The West Philly record label celebrates four years with an ear-splitting compilation and party.
Two years ago Badmaster proprietor John Emory told this paper he should’ve gotten his business degree instead of learning to paint. If he had, he might not be “losing money every day” on his label’s output. What Emory couldn’t have known then is that no business degree could save him or his label. The music biz is dying. Hell, seems like everything is. So it turns out he had the only sustainable business plan you can have in music: Make your work a labor of love.
That’s how Emory and Badmaster have reached their fourth year together, releasing small batches of highly collectable vinyl-only art objects that, until now, have focused primarily on West Philly, where Badmaster was founded, but is slowly branching out to national acts and national acclaim. (Badmaster’s Tickley Feather is now on Animal Collective’s Paw Tracks label.)
Lately Emory’s begun to take more of a backseat with Badmaster, handing the art-damaged rock baton to his silent partner over the years Brendan O’Connor, who left a Penn grad program studying dead languages to engage in a more youthful, less profitable pursuit: music. PW caught up with Emory for what might be his last interview as the label’s chief talking head.
What made you decide to start a record label in 2005?
[Record labels] have always been a major thing in my life. I’ve always followed them. Basically, when I realized I wasn’t going to get anywhere as a musician I wanted to find a way to still be able to participate, and looking through fan zines and stuff growing up I would always pick a label and buy everything that label put out without even questioning it. And I just fell in love with certain aesthetics certain labels had, and I wanted to build an aesthetic, basically. That’s one of the things I’m trying to do with Badmaster.
How would you describe that aesthetic?
Black and white, like an old-school flier sort of way. Punk rock meets comic books. There’s a humor to it, but there’s also a sense of underground urgency and a very basic no-frills sort of style that would just be burned into one’s memory hopefully.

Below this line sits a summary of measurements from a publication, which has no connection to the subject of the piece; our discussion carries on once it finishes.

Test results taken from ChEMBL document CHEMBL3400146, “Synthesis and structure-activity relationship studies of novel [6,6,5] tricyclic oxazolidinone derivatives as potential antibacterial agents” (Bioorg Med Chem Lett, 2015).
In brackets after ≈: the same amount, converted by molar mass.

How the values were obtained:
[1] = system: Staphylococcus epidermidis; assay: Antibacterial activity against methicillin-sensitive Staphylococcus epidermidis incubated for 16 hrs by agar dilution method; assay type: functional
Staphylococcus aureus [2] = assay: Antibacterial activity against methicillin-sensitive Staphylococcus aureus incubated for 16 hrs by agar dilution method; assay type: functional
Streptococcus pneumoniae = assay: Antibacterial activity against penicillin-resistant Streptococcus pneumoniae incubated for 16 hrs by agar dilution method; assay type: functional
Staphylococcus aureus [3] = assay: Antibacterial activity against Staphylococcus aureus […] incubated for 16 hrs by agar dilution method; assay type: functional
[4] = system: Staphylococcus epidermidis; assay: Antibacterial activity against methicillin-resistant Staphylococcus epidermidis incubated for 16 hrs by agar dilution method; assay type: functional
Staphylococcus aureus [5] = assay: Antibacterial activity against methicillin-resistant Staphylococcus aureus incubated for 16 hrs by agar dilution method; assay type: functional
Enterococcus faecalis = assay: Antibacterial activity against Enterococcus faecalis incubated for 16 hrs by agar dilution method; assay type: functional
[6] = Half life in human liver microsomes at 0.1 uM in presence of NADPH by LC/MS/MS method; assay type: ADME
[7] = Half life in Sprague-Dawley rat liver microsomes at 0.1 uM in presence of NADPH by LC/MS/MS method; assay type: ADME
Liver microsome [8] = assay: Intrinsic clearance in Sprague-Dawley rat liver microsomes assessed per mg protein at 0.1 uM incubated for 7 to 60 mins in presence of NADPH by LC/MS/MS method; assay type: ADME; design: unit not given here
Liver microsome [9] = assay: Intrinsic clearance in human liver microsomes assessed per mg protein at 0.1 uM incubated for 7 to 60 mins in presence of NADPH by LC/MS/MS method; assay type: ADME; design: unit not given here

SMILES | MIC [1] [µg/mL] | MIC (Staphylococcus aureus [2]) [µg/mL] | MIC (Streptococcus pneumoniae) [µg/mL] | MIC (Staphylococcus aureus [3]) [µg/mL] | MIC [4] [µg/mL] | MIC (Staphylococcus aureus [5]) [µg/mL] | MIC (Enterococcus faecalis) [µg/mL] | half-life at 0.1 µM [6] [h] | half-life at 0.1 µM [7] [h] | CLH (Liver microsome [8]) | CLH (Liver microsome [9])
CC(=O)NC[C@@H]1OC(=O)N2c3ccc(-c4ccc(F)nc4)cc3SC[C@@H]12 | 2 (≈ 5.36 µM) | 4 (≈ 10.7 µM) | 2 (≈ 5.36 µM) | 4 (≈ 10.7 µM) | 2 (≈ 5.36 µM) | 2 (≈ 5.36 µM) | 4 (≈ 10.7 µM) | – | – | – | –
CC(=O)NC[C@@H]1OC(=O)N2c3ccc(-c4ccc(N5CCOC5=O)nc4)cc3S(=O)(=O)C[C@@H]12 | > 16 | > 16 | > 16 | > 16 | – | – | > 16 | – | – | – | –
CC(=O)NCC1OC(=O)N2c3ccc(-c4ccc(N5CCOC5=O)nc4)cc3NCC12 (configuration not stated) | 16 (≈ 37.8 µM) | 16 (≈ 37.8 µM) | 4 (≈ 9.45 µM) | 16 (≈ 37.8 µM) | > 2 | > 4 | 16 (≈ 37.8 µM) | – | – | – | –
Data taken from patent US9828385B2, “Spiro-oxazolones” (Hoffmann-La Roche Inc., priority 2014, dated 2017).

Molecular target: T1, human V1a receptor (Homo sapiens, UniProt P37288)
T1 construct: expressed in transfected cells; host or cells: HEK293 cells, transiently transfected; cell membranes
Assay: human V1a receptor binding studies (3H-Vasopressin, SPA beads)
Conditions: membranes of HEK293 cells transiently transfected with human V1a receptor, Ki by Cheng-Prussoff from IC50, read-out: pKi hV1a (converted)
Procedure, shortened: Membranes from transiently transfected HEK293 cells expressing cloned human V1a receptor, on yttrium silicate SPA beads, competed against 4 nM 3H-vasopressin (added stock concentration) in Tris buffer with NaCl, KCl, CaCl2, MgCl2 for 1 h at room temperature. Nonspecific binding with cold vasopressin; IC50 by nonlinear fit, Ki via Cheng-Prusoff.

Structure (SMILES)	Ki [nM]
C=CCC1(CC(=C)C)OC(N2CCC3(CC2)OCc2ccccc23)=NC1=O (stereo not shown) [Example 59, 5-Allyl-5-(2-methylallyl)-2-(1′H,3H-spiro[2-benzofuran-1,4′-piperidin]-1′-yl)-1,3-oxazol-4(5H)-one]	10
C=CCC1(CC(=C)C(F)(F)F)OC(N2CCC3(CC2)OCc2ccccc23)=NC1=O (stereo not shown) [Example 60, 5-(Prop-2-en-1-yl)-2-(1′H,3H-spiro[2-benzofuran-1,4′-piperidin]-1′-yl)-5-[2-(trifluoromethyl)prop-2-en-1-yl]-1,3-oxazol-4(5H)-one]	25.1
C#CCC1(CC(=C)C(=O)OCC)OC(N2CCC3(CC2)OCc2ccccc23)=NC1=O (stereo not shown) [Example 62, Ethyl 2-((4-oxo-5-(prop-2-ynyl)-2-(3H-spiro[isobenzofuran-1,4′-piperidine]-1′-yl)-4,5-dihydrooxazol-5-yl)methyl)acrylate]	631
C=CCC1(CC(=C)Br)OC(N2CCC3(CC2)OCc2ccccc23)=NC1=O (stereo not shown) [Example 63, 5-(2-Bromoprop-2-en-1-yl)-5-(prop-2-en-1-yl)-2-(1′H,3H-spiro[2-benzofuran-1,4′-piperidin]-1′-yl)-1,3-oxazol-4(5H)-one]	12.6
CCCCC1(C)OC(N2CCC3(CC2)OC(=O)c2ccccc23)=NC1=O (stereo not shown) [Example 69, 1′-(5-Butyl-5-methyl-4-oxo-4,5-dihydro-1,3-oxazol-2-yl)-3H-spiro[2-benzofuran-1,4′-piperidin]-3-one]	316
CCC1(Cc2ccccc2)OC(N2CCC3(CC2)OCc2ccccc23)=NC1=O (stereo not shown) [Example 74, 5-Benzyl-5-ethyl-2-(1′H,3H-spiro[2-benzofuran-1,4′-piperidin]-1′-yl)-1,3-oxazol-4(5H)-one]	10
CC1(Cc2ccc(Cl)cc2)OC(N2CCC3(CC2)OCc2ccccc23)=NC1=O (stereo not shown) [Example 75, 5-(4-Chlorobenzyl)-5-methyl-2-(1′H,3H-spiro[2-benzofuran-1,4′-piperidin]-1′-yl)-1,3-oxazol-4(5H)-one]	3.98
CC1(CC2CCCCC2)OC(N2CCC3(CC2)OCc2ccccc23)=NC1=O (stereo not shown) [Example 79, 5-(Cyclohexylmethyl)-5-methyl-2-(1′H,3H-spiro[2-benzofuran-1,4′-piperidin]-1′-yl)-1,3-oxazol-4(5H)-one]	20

What were some of the labels that made an impression on you when you were growing up?
Discord, Touch and Go, Vermiform—which was Sam McPheeter’s label. Great American Steak Religion out of Canada was a label I followed very closely. They had some great Canadian hardcore bands come out of that scene. The Canadian scene at that point was really, really great.
What bands will join the Badmaster family in year four?
One particular artist that is going to happen as soon as we can afford it are My Mind, which are a newer band out of West Philadelphia. They’ve got a punk rock sound that draws from an early-’60s into a late-’70s style. Their songs are like 30 seconds long each, but after you listen to one song it feels like it’s been two minutes ’cause they pack so much into such a short time.
Is it a priority to work with Philly bands?
Yeah. It always has been. It’s just kinda where my heart is. That’s what gets me excited—championing somebody and trying to break these guys is something that really speaks to me.
Is Badmaster primarily vinyl now?
At this point we are only vinyl. I’m never going back. With [the compilation], I wanted to do a quick, easy catch-all for Philly because I wasn’t releasing anything at the moment, so I came up with this idea to do this comp, and then I was like, ‘Well, screw it. We’re going to just digitally release this and make physical copies for people.’ Burn it right off, it’s free for everybody that comes to the show. It’s great. But as far as, like, putting out a record is concerned, we’re never going to do anything aside from vinyl. It’s so easy to put an mp3 code in the vinyl now, which we did with our last record and we plan to continue to do. There’s no reason to do [CDs]. That’s not why I started a record label. I’m into art objects. Anyone who is invested in this thing we call music as much as we are is in it for vinyl, I would hope. And if you’re not, you need to buy a turntable.
Which works, because it’s become its own niche market. While music sales and CDs go by the wayside, there’s still a cult of vinyl that’s always remained firm.
Yeah, exactly. And that’s what we really want to cater to. We want people who buy records to buy our records, I’m not really trying to reinvent the wheel on that one at all. It’s just cause its kind of why I got into it, and I don’t see it going away anytime soon. And I just like the idea of this object, you know. Except when I have to move. That’s a pain in the ass.
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